Whether bird, hamster, small child, or dog, a Project Mascot is an incredibly important asset in maintaining sanity. Ours was a giant golden retriever named Doctor, who watched our progress through the days lying quietly on the floor of the shop.
Edit: As of early , Doctor the Mascot unfortunately passed away due to heart complications and old age. He is sorely missed. This will be your everything for this project. Rule of thumb seems to be increase the length of the gun by about an inch for every six inches of height and it should, theoretically, stay in scale. TL;DR: very few pics exist of the beginning. Whatever you have on hand, really. Cut about 8 inches of pipe of both sizes for the first part of the core. That gives us a nice section out of the pipe, right?
The pictures help, I swear! In the second one, you'll see that both pipes have the same midpoint -- that's because these are pictures of the first core, which was eventually destroyed. We ended up moving the cut line on the outer shell down a half inch and resanding the curve to get what you see in the first picture. We used thick cardboard. With the difference of the locations of the cuts you did earlier, this will provide the nice sloping effect we see on the front of the ASHPD.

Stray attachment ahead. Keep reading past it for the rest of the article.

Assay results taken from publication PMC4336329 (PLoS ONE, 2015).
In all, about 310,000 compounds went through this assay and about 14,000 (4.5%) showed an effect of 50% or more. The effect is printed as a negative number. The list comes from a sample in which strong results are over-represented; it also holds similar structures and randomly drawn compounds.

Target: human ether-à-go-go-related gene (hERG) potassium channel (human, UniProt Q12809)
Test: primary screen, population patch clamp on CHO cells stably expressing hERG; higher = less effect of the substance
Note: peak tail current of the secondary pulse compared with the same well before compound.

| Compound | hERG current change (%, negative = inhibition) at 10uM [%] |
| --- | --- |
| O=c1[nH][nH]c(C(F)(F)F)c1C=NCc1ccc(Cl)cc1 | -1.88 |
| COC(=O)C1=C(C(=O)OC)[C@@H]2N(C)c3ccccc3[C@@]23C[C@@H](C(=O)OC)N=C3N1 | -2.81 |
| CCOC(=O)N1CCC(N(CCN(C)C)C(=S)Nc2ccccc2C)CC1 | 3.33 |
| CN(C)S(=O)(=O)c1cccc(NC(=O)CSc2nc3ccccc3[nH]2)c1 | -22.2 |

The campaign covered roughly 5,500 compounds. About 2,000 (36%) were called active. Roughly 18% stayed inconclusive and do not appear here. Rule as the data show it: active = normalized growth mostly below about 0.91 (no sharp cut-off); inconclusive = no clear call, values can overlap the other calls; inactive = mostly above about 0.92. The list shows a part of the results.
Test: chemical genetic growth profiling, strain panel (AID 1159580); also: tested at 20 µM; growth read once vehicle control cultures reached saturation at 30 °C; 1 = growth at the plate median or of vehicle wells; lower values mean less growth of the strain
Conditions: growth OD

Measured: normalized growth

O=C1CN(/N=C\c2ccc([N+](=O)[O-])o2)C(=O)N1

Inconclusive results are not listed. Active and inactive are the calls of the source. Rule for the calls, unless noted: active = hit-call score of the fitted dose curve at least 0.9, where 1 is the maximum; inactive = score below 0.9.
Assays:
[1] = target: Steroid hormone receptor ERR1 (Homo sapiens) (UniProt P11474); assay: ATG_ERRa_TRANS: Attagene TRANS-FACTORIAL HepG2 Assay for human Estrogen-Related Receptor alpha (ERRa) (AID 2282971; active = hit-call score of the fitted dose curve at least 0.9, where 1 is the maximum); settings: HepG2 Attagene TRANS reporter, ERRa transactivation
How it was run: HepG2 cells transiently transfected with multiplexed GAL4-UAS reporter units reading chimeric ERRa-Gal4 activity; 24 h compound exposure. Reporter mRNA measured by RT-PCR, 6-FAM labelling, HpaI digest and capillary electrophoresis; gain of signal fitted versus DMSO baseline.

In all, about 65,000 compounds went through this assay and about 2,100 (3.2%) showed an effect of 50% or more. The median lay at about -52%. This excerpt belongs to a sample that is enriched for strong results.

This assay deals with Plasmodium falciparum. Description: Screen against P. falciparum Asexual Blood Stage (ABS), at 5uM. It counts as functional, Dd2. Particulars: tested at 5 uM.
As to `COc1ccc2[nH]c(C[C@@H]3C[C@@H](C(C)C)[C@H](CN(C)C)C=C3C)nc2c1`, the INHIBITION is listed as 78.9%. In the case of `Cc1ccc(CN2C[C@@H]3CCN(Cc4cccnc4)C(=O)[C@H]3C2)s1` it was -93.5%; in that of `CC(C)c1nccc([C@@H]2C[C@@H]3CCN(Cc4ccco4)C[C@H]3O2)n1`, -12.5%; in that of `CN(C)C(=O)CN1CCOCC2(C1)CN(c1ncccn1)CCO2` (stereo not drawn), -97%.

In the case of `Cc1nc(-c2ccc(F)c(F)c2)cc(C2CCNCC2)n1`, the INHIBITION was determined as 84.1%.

The substance: Bondo. How much of it? A lot of it. Bondo is a curious, curious substance. Naturally a light gray, when mixed with the hardening compound, it turns a pinkish red, hardens completely in about 20 minutes, and is easily sandable with 80 grit sandpaper.
This makes it fantabulous for propmaking. It will start to harden much faster than you think it will you have about 5 minutes of actual work time with it before it starts and it's useless for application as soon as it starts to gel.
You can sand it with 80 grit sandpaper for mass removal, then for finer removal. The last picture is the first core right after we were done -- if your bondo is this color, you don't have enough hardener in it. Actually, we put so little hardener in that it didn't even really count. We eventually had to scrap it and build another. Still with us? This is probably the easiest part to fabricate out of the entire gun. Take a look at the pictures to see what I mean. I promise.